But, if the fat person asked me to share a small space, I may have to point out that he's fat and that we wouldn't fit. Just like if my son's tg friend asks to spend the night, I feel obliged to remind them that they are really a girl and so it isn't appropriate. My desire to show that person respect is subservient to the truth.
    The U.S. is currently enduring a zombie apocalypse. However, in a strange twist, the zombie's are starving.

  13. #232
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    Re: Boys Can Have Periods Too!

    Quote Originally Posted by Belthazor View Post
    Here is a significant difference between us.

    When a person is an ass to someone and they are an ass back, it seems all that has happened is they have let themselves be lowered to the level of an ass.
    You sound like you anticipate it, and calculate being on that level when the situation presents itself and perhaps even enjoy it.
    Whether this is the case or not, you defend this type of response whenever you deem it worthy.

    Now I am surely not saying I haven't done the same thing at times when responding to someone who is being an ass.
    In my case it happens when my emotions override my intellect and I may say something I would not otherwise say. However, this is not something I am proud of, nor would I try to defend it.
    Sometimes after my emotions have subsided, upon reflection, I regret having said something.
    It concerns me when I allow myself to be lowered to such a level, since I aspire to a much higher standard of character.

    (This is why emotions need to have as limited role in decision making as possible, because they can and do change all the time.)
    I respect your approach, but, I've found that there are times when speaking the language spoken to you can achieve something that being polite cant.
    1. You can show some cultural affinity
    2. You can demonstrate that the language used is irritating and convince them it is in their interest to stop

    In addition to that, I think there is some honesty in showing your anger. If someone pisses you off, it's not wrong to show you are pissed off. Its good to be in control of yourself. But so long as you are directing your anger with some forethought, I think it can (but is not always) a reasonable course to take.

    When I was a kid, I idealized Spock from Star Trek. I really loved his approach to the world. Stay logical, don't let emotion cloud your judgment. But as I got older and considered the ebb and flow of life and the meaning of my own existence I came to realize that without emotion, there is no meaning. Without desire, there is no purpose. Logic is in service to emotion. Reason enables us to achieve what we desire. A good life balances reason and emotion and seeks both to understand the why and the how.

    One of my hobbies is acting and role-playing. It's useless without anger, love, joy, hatred, and so on. These emotional states are as important to human communication as words are. They are an integral part of the human experience. You can't simply make them disappear, nor should you. But neither can they be allowed to simply ride roughshod over reason and logic because that way lies madness and destructive chaos.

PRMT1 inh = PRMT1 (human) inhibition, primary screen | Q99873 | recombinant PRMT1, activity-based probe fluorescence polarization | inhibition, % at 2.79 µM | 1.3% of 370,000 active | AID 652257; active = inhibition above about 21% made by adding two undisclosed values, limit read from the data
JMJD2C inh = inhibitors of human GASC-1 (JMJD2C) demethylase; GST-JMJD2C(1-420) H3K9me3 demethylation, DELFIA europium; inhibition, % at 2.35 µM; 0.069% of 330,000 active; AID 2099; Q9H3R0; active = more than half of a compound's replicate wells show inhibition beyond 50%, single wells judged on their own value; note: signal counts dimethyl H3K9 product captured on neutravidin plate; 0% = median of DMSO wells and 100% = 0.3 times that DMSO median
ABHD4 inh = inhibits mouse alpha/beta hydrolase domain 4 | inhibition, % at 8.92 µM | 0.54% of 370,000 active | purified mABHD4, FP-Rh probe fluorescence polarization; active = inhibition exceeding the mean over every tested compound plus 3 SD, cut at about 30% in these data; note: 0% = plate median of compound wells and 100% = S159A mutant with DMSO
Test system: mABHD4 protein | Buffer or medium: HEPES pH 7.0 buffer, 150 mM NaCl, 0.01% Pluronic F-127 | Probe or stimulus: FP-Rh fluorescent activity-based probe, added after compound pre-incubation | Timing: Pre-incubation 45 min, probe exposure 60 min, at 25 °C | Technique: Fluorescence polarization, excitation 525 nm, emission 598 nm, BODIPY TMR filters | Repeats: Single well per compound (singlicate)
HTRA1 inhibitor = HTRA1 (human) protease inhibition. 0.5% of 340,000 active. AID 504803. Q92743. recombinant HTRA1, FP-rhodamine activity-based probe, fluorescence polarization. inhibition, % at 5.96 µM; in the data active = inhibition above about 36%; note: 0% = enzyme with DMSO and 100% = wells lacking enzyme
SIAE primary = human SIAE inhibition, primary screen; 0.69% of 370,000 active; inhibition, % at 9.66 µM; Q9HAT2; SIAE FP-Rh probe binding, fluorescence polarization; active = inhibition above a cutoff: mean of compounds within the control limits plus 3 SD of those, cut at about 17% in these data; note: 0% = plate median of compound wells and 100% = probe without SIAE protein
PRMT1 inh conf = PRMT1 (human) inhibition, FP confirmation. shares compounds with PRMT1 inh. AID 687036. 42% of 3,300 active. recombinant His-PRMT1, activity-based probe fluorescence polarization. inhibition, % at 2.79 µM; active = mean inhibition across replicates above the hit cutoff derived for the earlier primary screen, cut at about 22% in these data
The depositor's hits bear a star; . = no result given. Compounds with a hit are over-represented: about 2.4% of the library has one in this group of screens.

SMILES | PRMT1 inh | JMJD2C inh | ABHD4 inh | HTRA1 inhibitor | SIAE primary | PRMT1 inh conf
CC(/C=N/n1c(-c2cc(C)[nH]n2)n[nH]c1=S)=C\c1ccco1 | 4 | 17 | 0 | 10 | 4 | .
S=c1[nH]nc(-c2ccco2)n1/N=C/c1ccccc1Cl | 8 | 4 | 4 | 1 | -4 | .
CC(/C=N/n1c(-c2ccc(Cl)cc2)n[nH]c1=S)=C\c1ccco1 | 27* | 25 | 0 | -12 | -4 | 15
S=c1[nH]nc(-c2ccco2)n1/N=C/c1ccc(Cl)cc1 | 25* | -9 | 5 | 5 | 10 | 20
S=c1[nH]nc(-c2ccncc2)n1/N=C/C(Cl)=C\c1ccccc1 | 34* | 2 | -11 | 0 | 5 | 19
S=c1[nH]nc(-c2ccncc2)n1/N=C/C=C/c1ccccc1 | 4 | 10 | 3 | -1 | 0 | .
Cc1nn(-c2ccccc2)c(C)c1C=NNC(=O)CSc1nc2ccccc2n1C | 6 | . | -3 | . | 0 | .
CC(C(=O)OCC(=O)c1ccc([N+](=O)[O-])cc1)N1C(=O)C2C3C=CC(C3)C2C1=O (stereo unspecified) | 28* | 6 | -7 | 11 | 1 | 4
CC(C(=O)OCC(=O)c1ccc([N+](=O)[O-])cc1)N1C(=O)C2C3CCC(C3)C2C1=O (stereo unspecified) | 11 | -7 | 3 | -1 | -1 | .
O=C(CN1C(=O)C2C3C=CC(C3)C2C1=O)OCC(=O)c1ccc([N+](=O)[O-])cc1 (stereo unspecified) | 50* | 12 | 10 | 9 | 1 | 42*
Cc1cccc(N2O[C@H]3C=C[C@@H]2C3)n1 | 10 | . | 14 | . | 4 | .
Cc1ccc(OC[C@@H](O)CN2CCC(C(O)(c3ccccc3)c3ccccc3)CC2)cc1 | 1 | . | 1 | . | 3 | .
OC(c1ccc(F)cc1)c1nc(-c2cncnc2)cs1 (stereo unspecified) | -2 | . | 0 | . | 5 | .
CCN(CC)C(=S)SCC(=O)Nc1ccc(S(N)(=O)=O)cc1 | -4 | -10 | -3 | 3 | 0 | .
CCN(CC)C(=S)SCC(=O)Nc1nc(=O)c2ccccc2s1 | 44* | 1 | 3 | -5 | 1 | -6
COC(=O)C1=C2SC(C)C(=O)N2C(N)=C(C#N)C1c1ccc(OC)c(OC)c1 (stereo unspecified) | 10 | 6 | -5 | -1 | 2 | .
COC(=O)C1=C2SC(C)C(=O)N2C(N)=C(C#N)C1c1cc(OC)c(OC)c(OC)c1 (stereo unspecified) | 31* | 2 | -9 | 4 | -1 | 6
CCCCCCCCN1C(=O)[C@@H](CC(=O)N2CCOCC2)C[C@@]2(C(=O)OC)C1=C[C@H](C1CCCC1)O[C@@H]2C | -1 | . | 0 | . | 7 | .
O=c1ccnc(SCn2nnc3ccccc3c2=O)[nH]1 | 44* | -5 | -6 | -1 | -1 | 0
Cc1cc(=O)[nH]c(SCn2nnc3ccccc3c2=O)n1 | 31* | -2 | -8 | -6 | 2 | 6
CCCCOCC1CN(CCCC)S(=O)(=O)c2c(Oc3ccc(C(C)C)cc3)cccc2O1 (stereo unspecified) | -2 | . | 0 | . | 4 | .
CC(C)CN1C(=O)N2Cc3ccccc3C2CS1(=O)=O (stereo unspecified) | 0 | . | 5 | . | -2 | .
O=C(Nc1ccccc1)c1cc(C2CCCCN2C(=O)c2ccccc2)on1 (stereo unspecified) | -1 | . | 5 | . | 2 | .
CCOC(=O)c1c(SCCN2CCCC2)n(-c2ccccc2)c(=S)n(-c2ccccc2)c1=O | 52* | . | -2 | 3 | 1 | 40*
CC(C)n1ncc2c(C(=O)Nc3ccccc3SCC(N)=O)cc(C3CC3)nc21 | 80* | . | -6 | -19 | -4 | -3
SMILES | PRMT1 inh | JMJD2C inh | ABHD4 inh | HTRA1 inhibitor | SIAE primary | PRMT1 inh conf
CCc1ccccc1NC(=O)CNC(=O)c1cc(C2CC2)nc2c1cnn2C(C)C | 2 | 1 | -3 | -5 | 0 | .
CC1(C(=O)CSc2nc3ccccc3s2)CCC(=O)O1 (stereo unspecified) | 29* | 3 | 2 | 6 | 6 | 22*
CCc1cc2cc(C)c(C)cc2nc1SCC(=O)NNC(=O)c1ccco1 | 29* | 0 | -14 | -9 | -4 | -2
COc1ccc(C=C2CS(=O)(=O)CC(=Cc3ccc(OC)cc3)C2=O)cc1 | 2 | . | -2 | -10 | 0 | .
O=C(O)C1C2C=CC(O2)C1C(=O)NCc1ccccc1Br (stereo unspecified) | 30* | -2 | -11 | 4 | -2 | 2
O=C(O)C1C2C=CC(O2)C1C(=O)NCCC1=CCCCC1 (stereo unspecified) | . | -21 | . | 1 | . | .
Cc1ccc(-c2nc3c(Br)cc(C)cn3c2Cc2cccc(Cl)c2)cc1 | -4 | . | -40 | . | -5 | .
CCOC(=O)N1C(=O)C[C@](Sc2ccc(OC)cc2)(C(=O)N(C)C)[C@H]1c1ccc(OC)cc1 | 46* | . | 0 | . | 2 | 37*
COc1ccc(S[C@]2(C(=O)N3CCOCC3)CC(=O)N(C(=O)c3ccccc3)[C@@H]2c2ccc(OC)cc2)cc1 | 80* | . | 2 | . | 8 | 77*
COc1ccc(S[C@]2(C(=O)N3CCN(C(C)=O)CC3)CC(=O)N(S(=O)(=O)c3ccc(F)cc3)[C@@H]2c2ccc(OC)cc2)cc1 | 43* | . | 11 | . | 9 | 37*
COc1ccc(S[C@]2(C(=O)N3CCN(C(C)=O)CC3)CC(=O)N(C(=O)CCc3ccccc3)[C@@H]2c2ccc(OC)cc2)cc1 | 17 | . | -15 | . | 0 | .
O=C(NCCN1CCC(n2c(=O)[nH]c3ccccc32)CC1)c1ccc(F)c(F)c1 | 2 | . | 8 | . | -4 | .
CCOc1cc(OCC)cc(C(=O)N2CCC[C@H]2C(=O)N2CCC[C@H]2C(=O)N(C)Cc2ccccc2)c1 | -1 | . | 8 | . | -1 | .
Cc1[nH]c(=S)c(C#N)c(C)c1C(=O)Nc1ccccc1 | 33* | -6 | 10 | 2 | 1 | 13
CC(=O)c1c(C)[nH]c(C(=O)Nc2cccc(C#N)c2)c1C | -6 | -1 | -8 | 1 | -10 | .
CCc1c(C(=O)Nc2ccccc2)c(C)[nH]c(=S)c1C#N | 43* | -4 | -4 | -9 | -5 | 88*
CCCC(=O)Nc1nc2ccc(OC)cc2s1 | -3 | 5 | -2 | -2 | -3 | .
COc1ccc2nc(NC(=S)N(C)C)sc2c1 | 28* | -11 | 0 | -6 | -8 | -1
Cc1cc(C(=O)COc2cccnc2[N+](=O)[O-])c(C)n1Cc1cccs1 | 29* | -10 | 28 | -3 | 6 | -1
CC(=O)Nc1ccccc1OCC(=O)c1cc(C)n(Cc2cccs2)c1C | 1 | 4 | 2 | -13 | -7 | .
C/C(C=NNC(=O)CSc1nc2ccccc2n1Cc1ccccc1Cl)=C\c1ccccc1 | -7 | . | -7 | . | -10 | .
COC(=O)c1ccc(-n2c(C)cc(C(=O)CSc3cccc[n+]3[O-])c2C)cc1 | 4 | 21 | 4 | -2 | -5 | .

With regards to trans-people, I don't believe I have shown, nor sought to promote others to show disrespect in this thread.
    With regards to the Op (which was my only real issue here), clearly "just a boy" (per you) can not have a period..
    It's just semantics at that point.

    There are people who want to be treated like men who were born women. I'm happy to treat them like men if they are willing to play the role of man. I won't begrudge them the fact their body bleeds as a woman's does.
    Feed me some debate pellets!

  14. #233
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    Re: Boys Can Have Periods Too!

    NOTE:

    In you arguments, you often refer to "the truth" but often don't identify what specific truth you are referring to. In your responses, could you please add the specific truth you are referring to (such as "the truth that they are born biologically female") instead of vaguely referring to "Truth"? Thanks in advance.


    Quote Originally Posted by Ibelsd View Post
    And I provided the exact criteria to determine when discomfort/distress is reached via the most commonly used diagnostic manual in the field of psychology.
    And you have not supported that any particular percentage of transgendered people experience such distress.


    Quote Originally Posted by Ibelsd View Post
    No, I am using logic to deduce from tg behavior that they must meet at least two of the items in the diagnostic list I provided. I don't think I am stetching logic by noting that someone willing to change their dress, inject themselves with hormones, and even remove/add appendages has gone through a sustained period of discomfort or distress.
    I don't see what's so incredibly stressful about deciding to wear certain clothes. An argument could be made that those who seek to transition are uniformly experiencing stress but then not every transgendered person seeks to transition so I still don't see a coherent argument that says that EVERY transgendered person experiences such stress.

    So what is the percentage of transgender people who suffer dysphoria? I don't know but it's certainly not 100 percent. In support:

    "Some, but not all, transgender people experience gender dysphoria."